Nasdaq Composite (Figure 3)
The Dow Jones Industrial Average ($DJI) had a gain of 9.24 points, or 0.08%, and closed at 11,444.08 on Friday. The top percentage gainers in the Dow were Alcoa Inc. (AA) (+2.9%), JPMorgan Chase and Co. (JPM) (+2.9%), Walt Disney Co. (DIS) (+2.5%), and DuPont De Nemours and Co. (DD) (+2.4%). The top percentage losers were Merck & Co. (MRK) (-2.6%), Kraft Foods (KFT) (-2.2%), Pfizer (PFE) (-1.2%), and Microsoft Corp. (MSFT) (-1.1%). The Dow ended the week higher by 2.9%.
The S&P 500 ($SPX) rose 4.79 points, or 0.39%, and closed at 1,225.85. In addition to MEE and FLR, other notable gainers included D.R. Horton Inc. (DHI) (+9.7%) and Denbury Resources (DNR) (+6.7%). All 10 of the S&P's industry sectors advanced, led by the financials, energy, and materials. The weakest performer in the index was Whole Foods Market (WFMI), which gave back nearly 4% of its 15.1% gains from the previous session following earning (-3.8%). CBS Corp. (CBS) (-3.7%), Allergan Inc. (-3.6%), Marshall & Illsley Corp. (MI) (-3.5%), and Republic Services Inc. (RSG) (-3.0%) also led the decliners. The S&P 500 ended the week higher by 3.6%.
The Nasdaq Composite ($COMPX) ended the session higher by 1.64 points, or 0.06%, on Friday and it closed at 2,578.98. The strongest stocks in the Nasdaq-100 included Foster Wheeler (FWLT) (+8.41%), Symantec (SYMC) (+3.86%), Starbucks (SBUX) (+3.76%), and Electronic Arts Inc. (ERTS) (+3.09%). The weakest stocks were Activision Blizzard (ATVI) (-2.84%), Research In Motion (RIMM) (-2.54%), Garmin Ltd. (GRMN) (-2.17%), and Maxim Integrated Prods. (MXIM) (-2.16%). The overall Nasdaq Composite ended the week higher by 2.9%.
Although the focus of this column is typically upon the three major indices, other stand-outs for the week include a 4.8% gain in the Russell 2000, a 6.7% gain in crude oil prices, a 3% gain in gold, a 1% loss in the U.S. Dollar Index, and a 1.5% drop in the 10-yr. Treasury. On Friday interest rates did creep higher. The 10-yr Treasury yield rose from 2.48% on Thursday to 2.536%. Mortgage rates also inched up, while gold has has caught a lot of attention recently because it's been flirting with the $1,400 an ounce level. On Friday it came within just about a dollar of that psychological price point with an afterhours high of $1,398.70 an ounce. Intraday, it closed higher by $14.60 and settled at $1,397.70.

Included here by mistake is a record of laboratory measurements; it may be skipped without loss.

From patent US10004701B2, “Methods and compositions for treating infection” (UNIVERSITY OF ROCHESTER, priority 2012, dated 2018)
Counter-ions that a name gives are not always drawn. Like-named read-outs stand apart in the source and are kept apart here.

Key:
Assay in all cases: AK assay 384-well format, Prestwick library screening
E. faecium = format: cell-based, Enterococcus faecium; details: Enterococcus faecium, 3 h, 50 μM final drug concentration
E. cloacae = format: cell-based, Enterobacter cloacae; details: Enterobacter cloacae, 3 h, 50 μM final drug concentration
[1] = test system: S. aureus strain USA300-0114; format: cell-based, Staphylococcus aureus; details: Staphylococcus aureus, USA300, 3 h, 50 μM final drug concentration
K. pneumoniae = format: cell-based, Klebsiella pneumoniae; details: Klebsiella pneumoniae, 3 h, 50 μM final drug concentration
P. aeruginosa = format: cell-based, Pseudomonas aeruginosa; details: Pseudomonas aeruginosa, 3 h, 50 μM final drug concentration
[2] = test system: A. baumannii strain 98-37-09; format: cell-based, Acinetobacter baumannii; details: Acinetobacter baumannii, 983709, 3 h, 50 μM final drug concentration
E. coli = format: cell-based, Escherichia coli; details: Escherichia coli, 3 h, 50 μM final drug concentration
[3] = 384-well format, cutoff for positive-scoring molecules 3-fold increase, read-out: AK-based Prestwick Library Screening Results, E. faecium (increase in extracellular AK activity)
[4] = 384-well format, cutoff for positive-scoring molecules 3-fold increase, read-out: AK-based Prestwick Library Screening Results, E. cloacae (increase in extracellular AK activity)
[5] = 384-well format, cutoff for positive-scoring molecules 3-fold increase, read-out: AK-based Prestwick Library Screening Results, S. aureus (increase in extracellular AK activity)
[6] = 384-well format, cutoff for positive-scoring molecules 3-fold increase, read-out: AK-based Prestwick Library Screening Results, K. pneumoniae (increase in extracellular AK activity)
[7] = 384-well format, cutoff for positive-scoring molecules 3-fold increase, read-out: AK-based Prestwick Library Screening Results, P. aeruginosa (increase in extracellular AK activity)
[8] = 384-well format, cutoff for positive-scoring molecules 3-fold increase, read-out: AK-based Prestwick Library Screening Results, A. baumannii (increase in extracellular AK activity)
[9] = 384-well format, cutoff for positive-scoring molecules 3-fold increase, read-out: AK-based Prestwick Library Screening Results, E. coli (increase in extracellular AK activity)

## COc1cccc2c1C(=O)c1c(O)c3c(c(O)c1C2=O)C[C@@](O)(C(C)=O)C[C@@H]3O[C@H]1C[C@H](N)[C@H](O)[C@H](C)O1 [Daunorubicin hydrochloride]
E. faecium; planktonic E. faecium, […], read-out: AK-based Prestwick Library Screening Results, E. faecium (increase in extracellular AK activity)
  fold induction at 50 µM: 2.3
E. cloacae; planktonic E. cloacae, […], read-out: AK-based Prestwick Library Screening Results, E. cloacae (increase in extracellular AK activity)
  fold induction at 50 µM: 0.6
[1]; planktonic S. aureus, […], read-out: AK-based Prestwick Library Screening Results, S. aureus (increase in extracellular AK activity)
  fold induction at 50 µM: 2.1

This week will be a lighter one on the economic front. Instead of the markets being led by the news, we're going to see the reaction to all of last week's headlines play out. The 2007 high in the Nasdaq is still serving as a magnet now that the S&P 500 has cleared its previous high (at least from an intraday perspective). I believe that this level will lead to a double top in the Nasdaq on the larger monthly time frame. The slightly higher high in the S&P 500 will instead have a higher chance of creating a 2T, which is a type of double top in which the higher high serves as a bull trap. The "big guys" will try to hold up the markets into the New Year with the desire to have something positive to show for the year, but this is going to be a struggle. Keep on your toes and remember that "not all that glitters is gold..."
Note: Unless otherwise stated, the index action described in this article relates to the E-mini futures contracts for the respective indices. Actual index action may differ slightly in terms of pattern formation, although the market bias will remain the same.
Toni Hansen is president and co-founder of the Bastiat Group, Inc., DBA Trading From Main Street. Toni is one of the most respected technical analysts and traders in the industry. She has been trading and educating new traders, money managers, professional market analysts and traders throughout the boom and bust of the last decade. She has worked in conjunction with some of the world's top financial exchanges. Learn more about Toni Hansen and the educational services she provides through her website at http://www.tonihansen.com.